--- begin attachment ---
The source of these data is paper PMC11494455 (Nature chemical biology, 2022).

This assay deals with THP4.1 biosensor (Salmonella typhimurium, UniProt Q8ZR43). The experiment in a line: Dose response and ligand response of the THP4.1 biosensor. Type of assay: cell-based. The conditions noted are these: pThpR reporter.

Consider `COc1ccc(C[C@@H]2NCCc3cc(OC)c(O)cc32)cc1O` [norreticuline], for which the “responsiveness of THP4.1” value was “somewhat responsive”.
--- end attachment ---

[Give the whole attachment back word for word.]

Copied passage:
The source of these data is paper PMC11494455 (Nature chemical biology, 2022).

This assay deals with THP4.1 biosensor (Salmonella typhimurium, UniProt Q8ZR43). The experiment in a line: Dose response and ligand response of the THP4.1 biosensor. Type of assay: cell-based. The conditions noted are these: pThpR reporter.

Consider `COc1ccc(C[C@@H]2NCCc3cc(OC)c(O)cc32)cc1O` [norreticuline], for which the “responsiveness of THP4.1” value was “somewhat responsive”.